Vignettes from Tuesday fair

King of the pigs

For more than two hours Tuesday morning, recent Franklin Community High School graduate Ryan Byrd shuffled pigs to and from the shower stalls at the swine barn.

Byrd was responsible for 13 pigs, although only two of them were his.

This year’s fair is Byrd’s first and last time showing animals. He joined 4-H his senior year but spent every day at the fair last year, even though he wasn’t a part of 4-H and didn’t own any animals. He spent time with friends who were showing pigs.

Then, a friend’s parents — Power of Youth 4-H leaders John and Melanie Carmack — suggested he join the club, even though it would be his only year to participate.

So far, Byrd has loved every minute of taking care of his two pigs, which are named after the Carmacks, but doesn’t plan to make a career out of it, he said. Instead, Byrd plans to double major in political science and legal studies at Ball State University, starting this fall.

But for now, Byrd is doing dirty work like shoveling hay and cleaning out pens and helping his fellow 4-H’ers with prepping their pigs. His hard work will be rewarded once he sells one of his pigs, he said. He estimates he’ll earn about $650.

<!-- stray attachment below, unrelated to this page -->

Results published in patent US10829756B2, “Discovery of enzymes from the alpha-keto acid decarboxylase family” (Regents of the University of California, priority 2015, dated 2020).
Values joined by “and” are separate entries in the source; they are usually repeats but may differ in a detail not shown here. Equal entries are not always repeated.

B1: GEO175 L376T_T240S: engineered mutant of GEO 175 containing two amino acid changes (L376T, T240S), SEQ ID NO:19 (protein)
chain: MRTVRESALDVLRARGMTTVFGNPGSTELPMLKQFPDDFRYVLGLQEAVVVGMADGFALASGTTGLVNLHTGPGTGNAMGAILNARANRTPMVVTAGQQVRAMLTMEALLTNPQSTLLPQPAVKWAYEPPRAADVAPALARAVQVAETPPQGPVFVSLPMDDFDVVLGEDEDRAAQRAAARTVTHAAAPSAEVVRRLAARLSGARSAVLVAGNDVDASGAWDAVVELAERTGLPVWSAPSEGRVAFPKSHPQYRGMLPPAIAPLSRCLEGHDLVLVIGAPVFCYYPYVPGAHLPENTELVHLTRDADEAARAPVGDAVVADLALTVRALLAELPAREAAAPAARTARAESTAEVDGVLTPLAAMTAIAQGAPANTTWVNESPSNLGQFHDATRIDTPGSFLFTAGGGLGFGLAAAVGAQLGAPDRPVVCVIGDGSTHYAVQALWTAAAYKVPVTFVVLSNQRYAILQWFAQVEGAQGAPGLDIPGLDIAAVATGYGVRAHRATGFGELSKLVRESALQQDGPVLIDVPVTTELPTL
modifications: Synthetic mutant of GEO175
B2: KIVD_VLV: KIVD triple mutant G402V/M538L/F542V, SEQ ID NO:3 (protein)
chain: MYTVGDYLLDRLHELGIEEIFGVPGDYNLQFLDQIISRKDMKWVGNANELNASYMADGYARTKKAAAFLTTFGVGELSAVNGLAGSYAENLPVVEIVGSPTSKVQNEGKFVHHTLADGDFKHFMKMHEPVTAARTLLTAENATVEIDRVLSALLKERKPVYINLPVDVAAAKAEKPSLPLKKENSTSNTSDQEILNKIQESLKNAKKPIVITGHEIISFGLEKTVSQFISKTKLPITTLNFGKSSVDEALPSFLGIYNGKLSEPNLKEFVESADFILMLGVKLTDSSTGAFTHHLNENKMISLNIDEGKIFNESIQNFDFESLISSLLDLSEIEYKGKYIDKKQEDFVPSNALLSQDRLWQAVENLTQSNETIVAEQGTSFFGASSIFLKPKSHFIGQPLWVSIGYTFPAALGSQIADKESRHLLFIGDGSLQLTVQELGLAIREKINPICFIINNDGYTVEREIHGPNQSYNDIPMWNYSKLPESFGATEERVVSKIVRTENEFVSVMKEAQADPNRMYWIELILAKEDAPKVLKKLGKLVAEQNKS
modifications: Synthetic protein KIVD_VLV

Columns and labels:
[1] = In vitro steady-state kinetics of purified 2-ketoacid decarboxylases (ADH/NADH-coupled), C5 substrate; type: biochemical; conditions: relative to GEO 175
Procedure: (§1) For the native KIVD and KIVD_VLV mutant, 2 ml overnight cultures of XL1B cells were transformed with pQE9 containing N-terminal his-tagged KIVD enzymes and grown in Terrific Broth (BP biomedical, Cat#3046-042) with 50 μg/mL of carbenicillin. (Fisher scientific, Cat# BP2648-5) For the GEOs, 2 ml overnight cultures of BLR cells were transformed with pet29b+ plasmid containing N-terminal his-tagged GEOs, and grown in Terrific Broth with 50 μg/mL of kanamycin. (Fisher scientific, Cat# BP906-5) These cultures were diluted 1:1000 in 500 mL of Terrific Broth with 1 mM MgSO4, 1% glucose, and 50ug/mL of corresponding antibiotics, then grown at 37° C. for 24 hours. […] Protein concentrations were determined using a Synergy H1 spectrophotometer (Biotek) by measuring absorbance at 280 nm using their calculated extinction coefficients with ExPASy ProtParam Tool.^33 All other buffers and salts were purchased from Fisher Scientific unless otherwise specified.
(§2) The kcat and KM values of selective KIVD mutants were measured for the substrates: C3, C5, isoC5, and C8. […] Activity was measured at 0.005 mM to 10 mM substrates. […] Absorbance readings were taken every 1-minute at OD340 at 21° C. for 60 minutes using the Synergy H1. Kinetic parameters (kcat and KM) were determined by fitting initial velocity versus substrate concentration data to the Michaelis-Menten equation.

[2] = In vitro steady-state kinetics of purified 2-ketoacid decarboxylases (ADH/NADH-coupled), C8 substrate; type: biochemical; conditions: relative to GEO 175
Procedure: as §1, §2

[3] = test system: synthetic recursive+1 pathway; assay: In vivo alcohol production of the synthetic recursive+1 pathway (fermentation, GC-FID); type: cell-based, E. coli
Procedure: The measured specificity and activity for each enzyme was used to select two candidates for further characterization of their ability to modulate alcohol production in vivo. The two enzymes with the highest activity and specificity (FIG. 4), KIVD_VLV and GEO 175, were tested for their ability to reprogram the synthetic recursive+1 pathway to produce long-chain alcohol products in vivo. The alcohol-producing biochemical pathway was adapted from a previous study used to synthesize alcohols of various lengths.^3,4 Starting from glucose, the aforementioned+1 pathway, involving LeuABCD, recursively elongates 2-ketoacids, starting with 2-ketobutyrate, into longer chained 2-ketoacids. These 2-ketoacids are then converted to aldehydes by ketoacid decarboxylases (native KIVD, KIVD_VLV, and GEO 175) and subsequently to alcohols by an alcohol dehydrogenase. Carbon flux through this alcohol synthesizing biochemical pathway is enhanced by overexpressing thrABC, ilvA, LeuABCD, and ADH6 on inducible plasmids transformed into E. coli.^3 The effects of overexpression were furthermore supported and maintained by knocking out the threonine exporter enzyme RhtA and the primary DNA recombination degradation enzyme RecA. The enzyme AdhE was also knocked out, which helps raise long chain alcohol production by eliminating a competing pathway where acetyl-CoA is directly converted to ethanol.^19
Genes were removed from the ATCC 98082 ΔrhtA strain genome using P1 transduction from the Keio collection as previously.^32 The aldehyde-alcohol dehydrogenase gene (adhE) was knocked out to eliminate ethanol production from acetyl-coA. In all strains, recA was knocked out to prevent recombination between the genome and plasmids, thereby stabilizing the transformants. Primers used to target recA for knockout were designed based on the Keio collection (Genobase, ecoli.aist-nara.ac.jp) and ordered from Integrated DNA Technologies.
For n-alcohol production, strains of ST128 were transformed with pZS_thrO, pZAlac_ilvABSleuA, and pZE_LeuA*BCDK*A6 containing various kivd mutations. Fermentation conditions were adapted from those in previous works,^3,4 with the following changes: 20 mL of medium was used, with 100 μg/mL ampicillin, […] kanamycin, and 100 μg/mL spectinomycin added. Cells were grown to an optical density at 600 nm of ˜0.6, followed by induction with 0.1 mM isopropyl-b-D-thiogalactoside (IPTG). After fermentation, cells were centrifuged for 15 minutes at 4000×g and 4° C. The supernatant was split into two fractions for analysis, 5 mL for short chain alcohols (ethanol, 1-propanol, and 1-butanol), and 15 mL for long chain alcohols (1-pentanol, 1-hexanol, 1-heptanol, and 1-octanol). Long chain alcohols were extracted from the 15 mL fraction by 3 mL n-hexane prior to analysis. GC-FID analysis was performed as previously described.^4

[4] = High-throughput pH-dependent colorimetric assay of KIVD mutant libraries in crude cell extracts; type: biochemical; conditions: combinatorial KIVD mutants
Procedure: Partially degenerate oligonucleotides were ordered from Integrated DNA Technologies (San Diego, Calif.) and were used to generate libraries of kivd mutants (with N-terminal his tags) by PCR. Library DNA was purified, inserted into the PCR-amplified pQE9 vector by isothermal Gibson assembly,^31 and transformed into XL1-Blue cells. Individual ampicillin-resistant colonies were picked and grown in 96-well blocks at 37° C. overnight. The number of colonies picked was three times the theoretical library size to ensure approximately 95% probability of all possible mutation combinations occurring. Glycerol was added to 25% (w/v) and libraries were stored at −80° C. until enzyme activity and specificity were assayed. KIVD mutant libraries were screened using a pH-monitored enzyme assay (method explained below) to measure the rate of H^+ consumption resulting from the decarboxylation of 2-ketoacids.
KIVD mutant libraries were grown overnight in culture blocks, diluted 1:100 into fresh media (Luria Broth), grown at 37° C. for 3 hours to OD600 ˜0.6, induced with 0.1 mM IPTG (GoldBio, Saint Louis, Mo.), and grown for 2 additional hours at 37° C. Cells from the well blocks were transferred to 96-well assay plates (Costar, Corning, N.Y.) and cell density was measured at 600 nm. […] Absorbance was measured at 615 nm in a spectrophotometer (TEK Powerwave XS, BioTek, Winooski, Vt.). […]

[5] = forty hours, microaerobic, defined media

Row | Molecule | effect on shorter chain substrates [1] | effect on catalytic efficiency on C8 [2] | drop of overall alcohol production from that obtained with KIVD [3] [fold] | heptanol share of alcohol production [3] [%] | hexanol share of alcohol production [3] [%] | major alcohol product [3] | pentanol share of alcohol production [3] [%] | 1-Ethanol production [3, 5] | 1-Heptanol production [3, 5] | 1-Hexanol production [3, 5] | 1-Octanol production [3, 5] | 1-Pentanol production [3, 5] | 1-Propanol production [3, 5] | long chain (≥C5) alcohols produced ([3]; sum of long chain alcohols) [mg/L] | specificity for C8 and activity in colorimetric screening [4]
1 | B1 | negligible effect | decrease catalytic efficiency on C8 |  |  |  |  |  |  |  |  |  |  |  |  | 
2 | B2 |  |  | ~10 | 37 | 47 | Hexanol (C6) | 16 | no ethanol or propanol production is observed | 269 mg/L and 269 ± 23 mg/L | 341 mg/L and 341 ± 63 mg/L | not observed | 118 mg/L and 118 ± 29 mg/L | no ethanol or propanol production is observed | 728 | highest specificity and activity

Berry big deal

Dozens of cakes, cookies, pies and breads were competing Tuesday as part of the annual baking contest.

This year’s fruit was strawberry.

Franklin resident Debbie Hamilton, who won grand champion last year for her pumpkin spice caramel cake recipe, entered four items in this year’s contest. But she doesn’t think she will continue her winning streak this year, she said.

“The strawberry patch wasn’t good to me this year,” Hamilton said.

Hamilton spent the past month testing recipes by using frozen, fresh and freeze-dried strawberries. Cookbooks and recipes from famous chefs and family members are still spread out across her dining room table, she said. Since Friday, she has been so stressed, nervous and excited about the contest that she awakens routinely at 4 a.m., she said.

But today, she will throw all of her baking creations away so she isn’t tempted to eat all those desserts, she said.

Johnson County resident Sylvia Davis typically doesn’t like to practice making what she’ll bring in for the competition. If something bakes well, she’ll bring it; if not, she doesn’t stress out. This year, she had planned to bring a strawberry coffee cake, but the dough did not cook as she expected. She used fresh strawberries from her own garden for the contest.

Davis started cooking as a young child as one of 12 children. When she was 16, she entered a baking contest and won a Betty Crocker cookbook, which she still uses today. Since then, she has entered dozens of baking contests through 4-H groups and county fairs, she said.

Davis normally uses her own family recipes for her contest entries, including her mother’s recipe for this year’s strawberry pie.

“When my mom passed away, all of us girls — there are seven of us — got together and put her recipes together in a book,” Davis said.

— Compiled by Abby Armbruster